Finding A Balance: Self-Care For the Hospice Professionals
By Merry Lee, RN
As an individual attracted to hospice you need to have a special capacity to care those they serve. Your job as a hospice worker is not only make the person who is dying last days more pleasant, but to also help the family through their morning of their loved one.
Because of this unique environment, setting boundaries is often difficult to establish when dealing with special requests from a patient or members of the patient’s family. As hospice workers, you are often confronted with the burden of sacrificing your own time and well-being for those you serve. It is that compassion that makes for a good hospice worker; the ability to truly care for your patients. This is also the thing that can serve as a major source of stress in your lives.
Since compassionate care-giving is an important part of hospice work, you have a distinct and unique challenge that many other health-care workers deal with on a much smaller scale; that is having to deal with the loss of your patients on a regular basis. Unlike other health-care workers whose patients often get better, all hospice patients die.
In the midst of intimate and intense caregiving, you may forget to take care of your self. In order to continue doing this remarkable work, taking care of your self is essential. It is not enough to just take vacations. It is vital to incorporate ways to reduce stress.
As a hospice worker, you will continually meet new patients, with the knowledge that a farewell will soon follow. You need to find ways accept the goodbyes.
In hospice it is important to recognize and deal with your own grief. As a hospice worker, you often become very close to the patient’s family. You will know many of the fears that the patient and their family members have never dealt with before. So, just as the family members need to find ways to mourn, so do the hospice workers who deal with patient’s deaths on a regular basis, otherwise, they own emotional well-being can be compromised over time.
Whether you relieve your stress and feelings over patient’s passing through sculpture, painting, drawing, writing, or music. It is important to find something that works for you. Hiking out in nature may work for one person, but another will need something else; be it cooking, long quiet drives, or going to a health spa for a few hours. You need to find whatever works for you, and then use those releases on a regular basis.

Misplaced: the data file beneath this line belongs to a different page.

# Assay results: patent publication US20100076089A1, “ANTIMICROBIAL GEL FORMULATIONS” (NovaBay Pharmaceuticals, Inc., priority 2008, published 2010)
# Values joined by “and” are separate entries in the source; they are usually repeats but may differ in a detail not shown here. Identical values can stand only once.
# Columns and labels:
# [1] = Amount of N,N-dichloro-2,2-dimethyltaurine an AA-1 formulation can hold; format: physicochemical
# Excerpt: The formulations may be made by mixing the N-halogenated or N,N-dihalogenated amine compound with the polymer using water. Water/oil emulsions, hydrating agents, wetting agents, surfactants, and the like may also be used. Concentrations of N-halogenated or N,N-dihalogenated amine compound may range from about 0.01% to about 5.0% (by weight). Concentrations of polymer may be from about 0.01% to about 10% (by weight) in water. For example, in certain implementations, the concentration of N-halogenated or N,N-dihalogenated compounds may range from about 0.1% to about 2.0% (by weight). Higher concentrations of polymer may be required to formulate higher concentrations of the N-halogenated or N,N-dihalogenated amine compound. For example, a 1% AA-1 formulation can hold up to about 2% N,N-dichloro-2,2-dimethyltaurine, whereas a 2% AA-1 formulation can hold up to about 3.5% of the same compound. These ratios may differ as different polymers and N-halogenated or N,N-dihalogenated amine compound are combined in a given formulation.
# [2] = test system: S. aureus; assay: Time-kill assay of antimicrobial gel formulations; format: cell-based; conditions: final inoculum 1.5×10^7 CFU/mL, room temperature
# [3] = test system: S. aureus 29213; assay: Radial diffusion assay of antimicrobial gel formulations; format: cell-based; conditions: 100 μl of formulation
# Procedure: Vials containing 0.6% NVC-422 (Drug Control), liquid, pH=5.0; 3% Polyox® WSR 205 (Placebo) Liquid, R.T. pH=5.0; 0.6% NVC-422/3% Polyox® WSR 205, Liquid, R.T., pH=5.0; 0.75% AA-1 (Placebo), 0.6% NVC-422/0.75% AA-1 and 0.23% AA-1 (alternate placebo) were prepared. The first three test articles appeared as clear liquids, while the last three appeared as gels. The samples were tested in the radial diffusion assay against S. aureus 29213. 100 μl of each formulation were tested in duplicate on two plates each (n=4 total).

Find ways to pamper yourself. As a hospice worker you give to others all day, and then many of you go home and give to your family members. This is all fine and good, but you still need to find time to give something to yourself. Take an hour for long warm bath with candles and soft music, or a massage, or a walk along a beach, or beautiful mountain path.
It is also important to have your own support system. Do you have an understanding spouse? If not do you a close friend that you can lean on when you are having a particularly hard day? It is important to have someone who can help relieve the stress when things get hard—because they occasionally will get hard.
When discussing issues with a spouse or friend, always remember HIPAA Rules. Never discuss a patient by name or reveal any information about any patient. Simply discuss your personal feelings about the day, “it was a very hard day at work, and I just need you to be there while I work through my feelings.”
A spouse, friend, or even a therapist can be of great help, and they never need to know anything about your patients. When talking to them, it should just be how your feel, and how they can help you.
It is important for you as hospice workers to have friends outside of work. What happens all too often when colleagues get together, they end up talking primarily about work. It is important to have people in your life that can discuss subjects other than hospice. This provides opportunities to share experiences and feelings unrelated to the stressors at work.
When doing things with friends from work, try to find things to do that are totally unrelated to work. Find hobbies that you may both enjoy or want to pursue.
There is also the possibility of joining a health spa together. These alternative settings provide opportunities to share common interests aside from work.
In summary, maintaining good physical and mental health is not only a gift to you, but will be a gift to your patients and their families. As they go through this very hard time in their lives, they need to find way to manage their own stress during their most trying times. By effectively handling your own stress management, you will become a better caregiver to one and all.